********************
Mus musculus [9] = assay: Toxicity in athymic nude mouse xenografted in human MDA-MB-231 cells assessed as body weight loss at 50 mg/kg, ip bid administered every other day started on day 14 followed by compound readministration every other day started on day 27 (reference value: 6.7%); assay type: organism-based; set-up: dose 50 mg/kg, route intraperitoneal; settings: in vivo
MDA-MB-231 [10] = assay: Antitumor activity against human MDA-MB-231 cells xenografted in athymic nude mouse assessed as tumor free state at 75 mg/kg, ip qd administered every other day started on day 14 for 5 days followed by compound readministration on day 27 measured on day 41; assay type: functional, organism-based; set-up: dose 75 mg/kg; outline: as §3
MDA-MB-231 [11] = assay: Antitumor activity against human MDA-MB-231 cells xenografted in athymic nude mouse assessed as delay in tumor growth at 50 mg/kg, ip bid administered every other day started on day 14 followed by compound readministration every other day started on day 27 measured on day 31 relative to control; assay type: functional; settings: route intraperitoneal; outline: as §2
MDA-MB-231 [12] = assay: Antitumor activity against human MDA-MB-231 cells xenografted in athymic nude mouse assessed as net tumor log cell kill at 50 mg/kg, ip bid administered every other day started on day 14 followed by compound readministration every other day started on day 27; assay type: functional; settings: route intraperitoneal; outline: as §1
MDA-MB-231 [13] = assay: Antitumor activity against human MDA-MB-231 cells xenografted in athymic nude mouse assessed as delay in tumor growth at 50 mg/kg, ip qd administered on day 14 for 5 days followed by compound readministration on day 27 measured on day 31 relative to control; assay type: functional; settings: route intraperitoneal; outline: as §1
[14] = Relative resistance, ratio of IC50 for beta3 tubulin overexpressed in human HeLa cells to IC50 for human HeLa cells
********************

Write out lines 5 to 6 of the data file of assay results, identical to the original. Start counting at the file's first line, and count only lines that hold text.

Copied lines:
MDA-MB-231 [13] = assay: Antitumor activity against human MDA-MB-231 cells xenografted in athymic nude mouse assessed as delay in tumor growth at 50 mg/kg, ip qd administered on day 14 for 5 days followed by compound readministration on day 27 measured on day 31 relative to control; assay type: functional; settings: route intraperitoneal; outline: as §1
[14] = Relative resistance, ratio of IC50 for beta3 tubulin overexpressed in human HeLa cells to IC50 for human HeLa cells